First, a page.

Five hundred people attending Tech Shuk in Montreal may very well have been first to publicly see the next big innovation that could change the planet for the better.
A brainchild of the Jewish National Fund (JNF), the annual event is a live “Dragons’ Den”-style competition, with start-ups pitching their products to a panel of renowned investors, referred to as “Lions”, who reviewed presentations from Medialpha, Capsolar, Carbon Neutral Club, Altiro Energy, Decap and Bello Water, all in some way reflecting the event theme of using technology to tackle climate change.
Taking place in late April, the event raised funds for the Climate Solutions Prize, which organizers say supports research and development for breakthrough climate change solutions. Up to four researchers will split the US$1M prize – doled out annually in Israel, concurrent to a C$100,000 annual prize to Quebec-based innovators. High-level judges will evaluate pitches, and the winners will be announced at a live competition in Israel.
This year’s was the third edition of Tech Shuk, the first after a two-year absence due to the pandemic.
The judging panel at Tech Shuk was composed of Mitch Garber (Mitch Garber Investments), Jacques Bernier (managing partner, Teralys Capital), Thomas Park (Partner Lead, BDC Deep Tech Fund), Stephan Ouaknine (President and CEO Inerjys Ventures), and Erin Zipes (Backbone Angels).
“It’s great because people in the audience can learn something from the presenters,” Garber said. “Maybe they want to invest in the pitch. One of the best things here is the combination of charity, entrepreneurship, and helping young business people.
“It was a really interesting evening, especially given how much entrepreneurship there is around climate.”
Park, from his end, added: “Montreal’s a small community, but in the tech sector, it punches above its weight. It highlighted its tech potential.”
Altiro Energy was the judges’ winner. It uses chemical compounds to create electricity, instead of the usual gas, coal, or nuclear fuels. Its purpose is to make residential and commercial buildings less reliant on conventional fossil fuels, and generate less negative output.
“We felt that Altiro, even if very early stage, would have the most impact, and could be the biggest company, if they executed on their innovation,” said Garber.
Park added: “I think the fact that they had identified a serious problem – energy efficiencies in buildings – and they had a simple solution that you could copy. That’s a business opportunity right there. No one else was coming up with a solution, and they had a strategic and scientific answer.”
Carbon Neutral Club won the People’s Choice Award, in a vote tallied from audience members.
Its concept centres around a subscription service that estimates clients’ carbon footprints, and sends monies to certain endeavours that fight climate change. Financially supported projects include Chinchiná Reforestation, Crow Lake Wind Power, and Siam Solar Power, each verified by third party climate specialists, and each following the Gold Standard, or Verified Carbon Standard certifications. The cherry on top: users are rewarded with various brand discounts – including Frank and Oak, Village Juicery and KOTN.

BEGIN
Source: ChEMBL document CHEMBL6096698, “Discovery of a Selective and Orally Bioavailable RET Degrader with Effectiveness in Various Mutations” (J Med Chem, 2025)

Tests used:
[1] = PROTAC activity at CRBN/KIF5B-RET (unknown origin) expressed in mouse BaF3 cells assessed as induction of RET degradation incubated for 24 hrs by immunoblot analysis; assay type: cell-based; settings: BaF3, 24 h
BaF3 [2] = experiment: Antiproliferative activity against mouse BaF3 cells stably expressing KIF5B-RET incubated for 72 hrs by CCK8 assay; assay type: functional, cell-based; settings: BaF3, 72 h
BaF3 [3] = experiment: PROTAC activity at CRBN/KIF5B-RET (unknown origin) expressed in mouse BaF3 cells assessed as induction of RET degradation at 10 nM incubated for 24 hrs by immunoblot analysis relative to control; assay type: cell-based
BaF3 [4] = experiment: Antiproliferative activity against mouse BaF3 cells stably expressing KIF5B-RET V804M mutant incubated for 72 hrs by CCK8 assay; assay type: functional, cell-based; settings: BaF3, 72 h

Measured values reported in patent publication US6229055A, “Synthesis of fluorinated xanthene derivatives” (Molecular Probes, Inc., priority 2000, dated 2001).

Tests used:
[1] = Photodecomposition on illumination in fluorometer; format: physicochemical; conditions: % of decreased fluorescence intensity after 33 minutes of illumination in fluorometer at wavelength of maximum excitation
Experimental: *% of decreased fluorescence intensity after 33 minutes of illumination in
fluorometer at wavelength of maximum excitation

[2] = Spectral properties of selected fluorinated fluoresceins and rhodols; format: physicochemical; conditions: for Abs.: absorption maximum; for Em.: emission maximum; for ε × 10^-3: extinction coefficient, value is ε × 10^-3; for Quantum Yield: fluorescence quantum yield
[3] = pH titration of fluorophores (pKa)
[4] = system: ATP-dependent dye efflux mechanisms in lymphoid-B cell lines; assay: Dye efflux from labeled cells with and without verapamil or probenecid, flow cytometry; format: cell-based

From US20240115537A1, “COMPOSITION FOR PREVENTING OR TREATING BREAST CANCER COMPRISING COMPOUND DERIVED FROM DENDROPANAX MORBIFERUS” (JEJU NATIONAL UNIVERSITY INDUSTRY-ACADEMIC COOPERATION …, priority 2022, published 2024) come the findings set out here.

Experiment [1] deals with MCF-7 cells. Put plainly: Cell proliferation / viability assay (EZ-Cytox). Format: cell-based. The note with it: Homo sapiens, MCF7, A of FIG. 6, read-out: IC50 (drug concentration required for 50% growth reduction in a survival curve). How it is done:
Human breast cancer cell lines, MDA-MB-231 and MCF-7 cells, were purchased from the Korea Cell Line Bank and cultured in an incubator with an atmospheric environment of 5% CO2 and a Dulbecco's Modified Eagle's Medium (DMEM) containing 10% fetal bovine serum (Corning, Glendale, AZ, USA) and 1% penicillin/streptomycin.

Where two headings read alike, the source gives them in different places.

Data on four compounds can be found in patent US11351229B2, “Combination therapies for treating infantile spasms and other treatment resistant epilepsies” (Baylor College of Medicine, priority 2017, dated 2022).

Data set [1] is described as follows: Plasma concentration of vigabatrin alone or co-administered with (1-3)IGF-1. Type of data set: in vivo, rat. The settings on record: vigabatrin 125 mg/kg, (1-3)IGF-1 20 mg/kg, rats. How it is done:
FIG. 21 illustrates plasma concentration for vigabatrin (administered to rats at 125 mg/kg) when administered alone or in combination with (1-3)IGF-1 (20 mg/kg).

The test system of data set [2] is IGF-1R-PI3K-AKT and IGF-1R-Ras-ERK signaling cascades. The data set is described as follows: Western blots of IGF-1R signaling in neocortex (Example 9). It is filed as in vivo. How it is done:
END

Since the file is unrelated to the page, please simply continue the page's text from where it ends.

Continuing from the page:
Jack Bruner, co-founder, says that in under a year, they have already worked with the likes of Capital One and the Kraft Heinz Company. “The support at the event was incredible. We are building a solution for people – anybody, you and me – to take climate action. The fact that it resonated with everyone in the event showed that people are ready, keen to engage.”
After the event, he said that many audience members and investors approached him to find out how they too could sign on. “Something else that happened that was a little bit unexpected, was people just coming up wanting to learn more about the business – just curious. I think that’s another layer of validation, that it’s just something that people realize is an accessible bar for people to learn, grow, during their climate journey,” he said.
“This concept (for us) of rewarding individuals for measuring and offsetting their footprint with these sustainable businesses was that ‘ah ha moment’. It turned what was a disincentive into an incentive model – financially incentive model – for individuals to create change in their lives, and companies to benefit. So, that was the final piece of the puzzle and completes the value chain.”
Amongst startup presenters, two came with prototypes that judges could examine. Representatives from Decap showed off a receptacle that fits in a person’s hand, used to safely dispose of syringe needles after an injection. According to Jamie Magrill, CEO of Decap, it is revolutionary, as no such item has previously existed on the market that completely eliminates the risk of a doctor or nurse accidentally poking themselves.
Bello Water demonstrated a countertop device that, according to its CEO, Marc Schaal, filters tap water eighteen times more thoroughly than commercially available filters, and, priced at C$200, is significantly more budget-conscious – and less intrusive – than under-sink filters. He’s also included the option of inserting proprietary flavour pods into the water after filtration.
At 2019’s Tech Shuk, the weighted blanket company Hush was the top winner of the event, and subsequently went on to appear on CBC’s Dragons’ Den, scoring a deal; in Oct. 2021, it sold a majority stake to Sleep Country for a reported C$25 million.
When asked what kind of advice he offers to startups like the ones who presented, Garber noted: “I usually feel that a lot of entrepreneurs should find a strategic partner or a strategic investor – someone who can really help the business. Usually you’re the founder, and it was your idea, and you actually need another partner. It should be a strategic partner to accelerate the business.”
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